| New Delhi |
November 5, 2020 11:00:52 am
Just over a quarter after he launched HikeLand, his reimagining of the social media, Hike founder and CEO Kavin Bharti Mittal is convinced that shared experiences are the future of social. He is so confident of this that Mittal has decided to bring HikeLand out of the early preview mode right away.
“Our big takeaway from the last six months is that the demand for synchronous shared experiences is absolutely humongous,” Mittal told indianexpress.com, adding how since there are still not enough avenues online to hang out and the demand for that is absolutely huge.
HikeLand, which calls itself the world’s first mobile-first virtual world, already sees users clocking 50 minutes of average time spent, said Mittal. He said that while people love to watch videos together with friends online, a lot of them just want to hang out in HikeLand’s virtual rooms with voice calls or chats. “The biggest request that we have got in the last three or four months is that while watch together is great, users wanted us to give something more interactive,” he said, explaining why HikeLand will now rollout Ludo for its users.
“We are really excited about this because Ludo is one of those evergreen games that people are used to from the offline world… naturally these behaviours move online. But, there is a great hangout Ludo experience,” he said. HikeLand’s ad-free Ludo is developed in-house with some help from partners, he added.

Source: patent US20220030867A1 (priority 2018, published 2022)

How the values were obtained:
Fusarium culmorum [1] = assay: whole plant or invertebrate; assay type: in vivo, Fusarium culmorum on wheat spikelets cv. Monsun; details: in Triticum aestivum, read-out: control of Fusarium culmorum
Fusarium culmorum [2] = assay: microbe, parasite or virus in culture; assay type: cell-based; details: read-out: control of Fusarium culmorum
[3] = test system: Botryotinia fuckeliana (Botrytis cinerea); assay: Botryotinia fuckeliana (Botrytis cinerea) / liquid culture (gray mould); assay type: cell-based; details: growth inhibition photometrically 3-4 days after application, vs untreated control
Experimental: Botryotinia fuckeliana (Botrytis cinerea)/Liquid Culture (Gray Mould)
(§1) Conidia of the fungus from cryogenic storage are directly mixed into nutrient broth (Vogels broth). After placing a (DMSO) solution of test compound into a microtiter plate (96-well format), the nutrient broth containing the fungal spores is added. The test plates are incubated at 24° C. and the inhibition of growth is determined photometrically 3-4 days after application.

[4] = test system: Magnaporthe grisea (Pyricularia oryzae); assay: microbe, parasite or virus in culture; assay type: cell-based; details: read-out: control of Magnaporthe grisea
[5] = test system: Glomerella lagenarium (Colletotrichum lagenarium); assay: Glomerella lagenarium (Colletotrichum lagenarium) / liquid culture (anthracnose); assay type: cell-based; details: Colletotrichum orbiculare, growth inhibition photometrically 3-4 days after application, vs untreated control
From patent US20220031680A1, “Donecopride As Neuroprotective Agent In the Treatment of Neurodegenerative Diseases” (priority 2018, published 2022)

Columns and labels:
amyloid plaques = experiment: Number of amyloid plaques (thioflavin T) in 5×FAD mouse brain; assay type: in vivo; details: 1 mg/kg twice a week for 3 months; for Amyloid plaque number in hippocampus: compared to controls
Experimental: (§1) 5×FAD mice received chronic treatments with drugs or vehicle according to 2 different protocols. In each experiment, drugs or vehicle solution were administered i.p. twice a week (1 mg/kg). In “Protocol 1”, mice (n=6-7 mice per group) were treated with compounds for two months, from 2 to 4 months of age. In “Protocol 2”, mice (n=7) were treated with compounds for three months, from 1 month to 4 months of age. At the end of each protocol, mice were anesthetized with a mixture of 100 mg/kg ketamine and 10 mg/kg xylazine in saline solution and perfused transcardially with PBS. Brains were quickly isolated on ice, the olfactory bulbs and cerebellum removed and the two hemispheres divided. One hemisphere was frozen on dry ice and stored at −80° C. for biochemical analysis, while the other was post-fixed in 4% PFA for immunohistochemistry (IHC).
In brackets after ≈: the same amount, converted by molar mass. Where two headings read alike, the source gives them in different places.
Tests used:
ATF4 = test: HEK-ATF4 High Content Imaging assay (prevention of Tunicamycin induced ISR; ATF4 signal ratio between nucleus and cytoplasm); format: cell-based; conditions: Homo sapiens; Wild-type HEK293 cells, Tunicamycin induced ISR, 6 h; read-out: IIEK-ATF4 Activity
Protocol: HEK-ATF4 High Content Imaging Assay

Also, HikeLand has upgraded the HikeMoji to full-body size on the platform along with over 40 localised elements. “We have also made some optimisations to the user experience and made home simpler and easier to understand so that the experiences we talked about are very easily discoverable,” Mittal said, adding how this was one of the ways to get people more attuned to this new virtual world UX.
Mittal said while the Covid bump has helped HikeLand too, most of its users were online late at night, which would not have happened even if people were not stuck at home. “We’re still way above the average (on average time spent). And the key thing for us now is how do we take this experience and get it to more people,” he added.
On his earlier hypothesis that users in small-town India, who did not have avenues to hang out in, would find HikeLand useful, Mittal said with more users he now has “deeper and wider answers”.
“About 66 per cent of our user base is from Tier 2 and 3 cities, and so we are building for that market keeping the constraints of India’s infrastructure in mind.”
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